(The problems that Liverpool have faced this season has been coveredÂ hereÂ previously, but this article is intended to go into the differences, problems and possible solutions that are readily apparent for Liverpool more thoroughly. Accepting thatÂ someÂ statistics can regularly be misleading, it is important to note that some do provide an accurate picture of Liverpool and how they have attacked this season. With this in mind, this article will try and break down the way Liverpool have attacked into its component pieces as well as highlighting the differences from the successful formula used last year.)
Going into this weekend, two of the once assumed ‘Big Four’ face off in a match where both will be desperate not to suffer furtherÂ ignominy afterÂ stuttering starts to the season. Although, arguably, their respective targets are different (Liverpool realistically targeting fourth, whereas Chelsea are aiming to challenge for the title) there are a number of similarities to the predicaments both face: a transition in method; managers in their first full season; a transitional phase in their squad and trouble finding the right balance tactically. One of the major differences, however, has been the way that – although only three points apart – both teams have garnered their points, with Chelsea having been defeated by Arsenal and Manchester United but winning the “expected” games, whereas Liverpool got four points in their games against Arsenal and United, but have dropped them elsewhere. The other difference between the two sides has been that Chelsea have scored 10 more goals than Liverpool, whereas Liverpool not only conceded only one goal against Arsenal and United (where Chelsea conceded 8), but have conceded 5 less overall in their 11 games. The main difference, however, is best exemplified by the fact that Chelsea have lost more, but also won more and drawn less. This indicates that although Liverpool have done well in the bigger games – Spurs aside, they have won the derby, drawn against United and beaten Arsenal – they’ve stagnated in games where they have had to provide the impetus and attack. But how much of this is down to luck, to finishing or to some other reason?
One of the prominent deficiencies in Liverpool’s play, in comparison to the tail end of last season, certainly, has been the lack of players getting into the box when the ball is in a wide area, with, inÂ particular, a lack of late runs. Part of this problem could be considered to be that the most used central midfield pairing, Lucas Leiva and Charlie Adam, aren’t particularly dynamic nor inclined to get on the end of crosses (of which Liverpool have had more, per game, than any other team in the league apart from Wolves – more of which, will be discussed later), so this only leaves a certain number of players who will be able to get into the box in the more rigid 4-4-2 utilised for most of this season.Â Inspite of this, however, 58% of Liverpool’s goals have come from inside the 18 yard box, the highest in the league so far this season in terms of percentage of goals scored by each individual team, suggesting that this is the best avenue of attack for Liverpool, so the question has to be: why have Liverpool only managed to score 14 times, the 10th lowest amount of goals in the league?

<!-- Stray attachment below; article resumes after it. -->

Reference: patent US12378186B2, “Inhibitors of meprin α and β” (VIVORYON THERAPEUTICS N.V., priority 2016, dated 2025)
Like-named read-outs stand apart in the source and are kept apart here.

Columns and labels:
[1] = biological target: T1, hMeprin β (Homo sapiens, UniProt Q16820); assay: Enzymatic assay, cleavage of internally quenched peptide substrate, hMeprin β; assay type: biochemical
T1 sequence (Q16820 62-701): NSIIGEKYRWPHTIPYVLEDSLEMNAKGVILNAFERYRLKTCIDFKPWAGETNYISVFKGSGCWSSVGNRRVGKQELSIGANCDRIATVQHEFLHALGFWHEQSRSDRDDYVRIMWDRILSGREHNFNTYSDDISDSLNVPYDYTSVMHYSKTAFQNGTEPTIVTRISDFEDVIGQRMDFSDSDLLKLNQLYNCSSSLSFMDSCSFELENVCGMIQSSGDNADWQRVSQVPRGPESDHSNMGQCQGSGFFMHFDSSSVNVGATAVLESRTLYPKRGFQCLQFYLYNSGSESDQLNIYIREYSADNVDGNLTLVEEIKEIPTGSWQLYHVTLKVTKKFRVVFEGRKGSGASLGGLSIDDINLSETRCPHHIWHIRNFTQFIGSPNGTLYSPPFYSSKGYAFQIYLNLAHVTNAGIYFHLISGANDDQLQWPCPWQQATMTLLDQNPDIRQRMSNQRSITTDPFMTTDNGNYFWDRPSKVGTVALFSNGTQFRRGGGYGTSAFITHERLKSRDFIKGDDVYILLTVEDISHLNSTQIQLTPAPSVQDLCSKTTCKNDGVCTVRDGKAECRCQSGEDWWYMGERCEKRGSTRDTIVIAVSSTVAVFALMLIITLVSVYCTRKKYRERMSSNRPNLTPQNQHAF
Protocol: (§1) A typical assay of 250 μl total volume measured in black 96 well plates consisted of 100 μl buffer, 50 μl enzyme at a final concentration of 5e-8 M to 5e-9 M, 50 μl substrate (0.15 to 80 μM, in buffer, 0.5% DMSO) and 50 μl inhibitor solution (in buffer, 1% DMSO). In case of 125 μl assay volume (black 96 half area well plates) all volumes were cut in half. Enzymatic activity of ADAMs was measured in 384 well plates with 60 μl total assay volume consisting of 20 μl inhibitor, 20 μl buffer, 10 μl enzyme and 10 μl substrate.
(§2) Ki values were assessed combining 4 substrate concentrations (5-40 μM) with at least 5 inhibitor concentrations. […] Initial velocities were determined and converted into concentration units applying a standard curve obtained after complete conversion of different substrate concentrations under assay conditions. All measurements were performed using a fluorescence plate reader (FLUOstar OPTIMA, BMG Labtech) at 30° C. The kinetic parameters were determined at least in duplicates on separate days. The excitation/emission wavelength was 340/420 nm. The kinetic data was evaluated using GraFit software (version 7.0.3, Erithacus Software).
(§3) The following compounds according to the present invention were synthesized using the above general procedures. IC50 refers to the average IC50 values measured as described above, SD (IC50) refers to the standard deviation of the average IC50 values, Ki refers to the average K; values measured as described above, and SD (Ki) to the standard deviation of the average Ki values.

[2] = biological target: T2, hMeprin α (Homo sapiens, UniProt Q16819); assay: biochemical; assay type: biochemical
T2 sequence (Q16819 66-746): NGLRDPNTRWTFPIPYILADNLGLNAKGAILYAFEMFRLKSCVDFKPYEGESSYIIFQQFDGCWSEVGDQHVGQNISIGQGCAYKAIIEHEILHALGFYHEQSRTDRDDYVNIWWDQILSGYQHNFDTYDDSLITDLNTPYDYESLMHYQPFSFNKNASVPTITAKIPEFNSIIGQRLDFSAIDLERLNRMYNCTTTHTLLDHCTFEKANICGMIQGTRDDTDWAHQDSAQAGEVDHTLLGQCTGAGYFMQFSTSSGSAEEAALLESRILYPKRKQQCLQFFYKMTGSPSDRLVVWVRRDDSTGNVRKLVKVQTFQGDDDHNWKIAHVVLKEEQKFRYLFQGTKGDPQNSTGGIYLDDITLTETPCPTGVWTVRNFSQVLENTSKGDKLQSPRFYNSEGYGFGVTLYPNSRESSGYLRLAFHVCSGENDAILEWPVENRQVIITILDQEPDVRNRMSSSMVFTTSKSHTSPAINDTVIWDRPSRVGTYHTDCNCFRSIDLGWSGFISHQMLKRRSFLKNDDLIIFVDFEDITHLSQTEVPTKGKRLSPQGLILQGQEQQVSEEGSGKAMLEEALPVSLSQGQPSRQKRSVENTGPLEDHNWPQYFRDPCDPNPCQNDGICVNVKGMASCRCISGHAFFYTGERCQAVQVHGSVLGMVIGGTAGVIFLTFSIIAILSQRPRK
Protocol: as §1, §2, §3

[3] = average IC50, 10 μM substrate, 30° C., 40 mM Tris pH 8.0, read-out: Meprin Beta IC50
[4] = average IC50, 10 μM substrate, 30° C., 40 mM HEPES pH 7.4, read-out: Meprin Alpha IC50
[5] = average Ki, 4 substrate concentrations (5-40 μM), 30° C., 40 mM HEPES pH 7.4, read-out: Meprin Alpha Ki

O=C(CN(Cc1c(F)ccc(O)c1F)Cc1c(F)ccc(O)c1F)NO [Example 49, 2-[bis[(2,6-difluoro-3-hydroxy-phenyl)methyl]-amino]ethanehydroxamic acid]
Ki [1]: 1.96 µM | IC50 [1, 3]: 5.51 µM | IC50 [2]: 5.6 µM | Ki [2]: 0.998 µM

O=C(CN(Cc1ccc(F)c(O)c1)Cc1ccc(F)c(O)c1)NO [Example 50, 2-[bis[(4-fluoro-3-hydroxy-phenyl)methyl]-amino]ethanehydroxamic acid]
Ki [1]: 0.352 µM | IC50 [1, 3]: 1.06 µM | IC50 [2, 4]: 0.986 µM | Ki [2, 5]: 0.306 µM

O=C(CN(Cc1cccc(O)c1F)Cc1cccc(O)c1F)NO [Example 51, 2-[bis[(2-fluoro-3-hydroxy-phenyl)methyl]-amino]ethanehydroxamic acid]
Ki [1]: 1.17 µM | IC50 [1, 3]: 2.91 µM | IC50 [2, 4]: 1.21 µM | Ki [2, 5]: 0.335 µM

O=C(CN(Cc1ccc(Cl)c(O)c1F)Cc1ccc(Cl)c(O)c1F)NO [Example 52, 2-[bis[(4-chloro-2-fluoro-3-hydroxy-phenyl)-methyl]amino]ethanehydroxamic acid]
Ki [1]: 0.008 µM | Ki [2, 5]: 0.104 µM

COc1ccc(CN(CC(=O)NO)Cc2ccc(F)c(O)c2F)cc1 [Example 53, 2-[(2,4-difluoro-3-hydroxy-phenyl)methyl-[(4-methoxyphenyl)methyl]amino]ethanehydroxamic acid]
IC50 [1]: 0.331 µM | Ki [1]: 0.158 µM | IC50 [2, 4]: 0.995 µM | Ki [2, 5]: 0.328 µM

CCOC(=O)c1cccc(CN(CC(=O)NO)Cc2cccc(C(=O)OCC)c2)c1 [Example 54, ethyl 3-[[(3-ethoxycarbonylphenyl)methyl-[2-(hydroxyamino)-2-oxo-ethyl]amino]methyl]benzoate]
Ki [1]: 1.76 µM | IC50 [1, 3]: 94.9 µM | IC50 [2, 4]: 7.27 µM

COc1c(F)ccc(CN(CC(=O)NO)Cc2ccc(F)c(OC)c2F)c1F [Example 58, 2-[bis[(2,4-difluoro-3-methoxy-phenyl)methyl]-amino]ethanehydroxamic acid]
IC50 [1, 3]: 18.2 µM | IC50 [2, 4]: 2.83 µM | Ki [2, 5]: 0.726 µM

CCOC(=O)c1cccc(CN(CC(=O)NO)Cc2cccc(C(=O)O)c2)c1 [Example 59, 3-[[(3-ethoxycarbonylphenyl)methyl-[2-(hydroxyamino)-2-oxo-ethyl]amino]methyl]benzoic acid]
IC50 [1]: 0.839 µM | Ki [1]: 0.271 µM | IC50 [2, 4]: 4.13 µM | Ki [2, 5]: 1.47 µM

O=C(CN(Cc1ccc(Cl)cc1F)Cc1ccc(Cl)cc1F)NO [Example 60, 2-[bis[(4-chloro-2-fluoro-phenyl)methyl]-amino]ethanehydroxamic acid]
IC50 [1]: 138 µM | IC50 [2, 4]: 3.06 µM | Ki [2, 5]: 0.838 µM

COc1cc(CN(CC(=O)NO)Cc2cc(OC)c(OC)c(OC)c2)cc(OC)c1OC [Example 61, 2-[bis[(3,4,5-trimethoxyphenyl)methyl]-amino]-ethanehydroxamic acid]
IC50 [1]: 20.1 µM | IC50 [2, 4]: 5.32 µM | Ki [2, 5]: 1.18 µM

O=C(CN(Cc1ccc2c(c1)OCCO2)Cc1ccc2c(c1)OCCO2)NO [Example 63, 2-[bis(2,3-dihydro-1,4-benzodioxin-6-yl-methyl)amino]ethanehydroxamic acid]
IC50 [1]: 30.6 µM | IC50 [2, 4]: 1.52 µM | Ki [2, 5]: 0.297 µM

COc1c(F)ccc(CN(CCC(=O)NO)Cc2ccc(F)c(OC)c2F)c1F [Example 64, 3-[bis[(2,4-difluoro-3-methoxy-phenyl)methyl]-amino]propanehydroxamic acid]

Breaking down those 14 goals, 8 of them have come from Luis Suarez, Andy Carroll and Charlie Adam. Suarez, in particular, has been singled out for his lack of clinical finishing, which, when you factor in the fact that he has had 51 shots so far this season, does seem to have some merit to it. The problem posed by this, however, is this shouldn’t be new information to Kenny Dalglish or Steve Clarke. In the 12 starts (and 1 subÂ appearance) he made from January last year, Suarez scored 4 times out of 55 attempts. In fact, his record is unnervingly similar from this season to last. All his main offensive statistics are relatively similar, apart from one (he has attempted far less dribbles so far this season) Â so why is this being highlighted so much now? The obvious answer is that the goals aren’t coming from him, but they’re also not coming from anyone else. And herein lies the primary problem, too much onus is being placed on a player who – on current evidence – isn’t going to be a clinical finisher. This could, theoretically, be trained into him, after all, he’s had a fantastic goalscoring record everywhere else – both domestically and internationally – and there’s more than enough evidence to show that he can finish from almost anywhere in the final third when the ball is sitting right. But while he is struggling to get a higher conversion rate, is it right to keep playing a system that seems to have the primary function of supporting one or two forwards rather than the more dynamic methods used previously?
Aside from this, the offensive ineffectiveness that has plagued Liverpool this season can be demonstrated in several other different areas. For instance, inspite of a transition to having the most attacking touches in the league (on a percentage basis of touches by the team), as well as the second highest shots per game ratio, Liverpool only have the 8th highest number of shots on target per game.Â This is suggestive of several things. For starters, it validates the earlier insinuation that Dalglish has encouraged Liverpool to be more attacking this season and also, to a certain extent, is indicative of Dalglish’s assertion that they have been unlucky. Liverpool seem to be more progressive and are getting themselves into positions where they can effect the game, but a clinical edge is missing in the finishing. This combined with the fact that only Aston Villa have drawn more games than Liverpool this season plays into the dual narrative issue aforementioned, and that Liverpool are a bit of luck away from looking a lot stronger on paper. The problem is, however, that doesn’t seem to be such sign of that luck changing and with two massive games on the horizon, as well as a cup quarter final, how long can this excuse be used?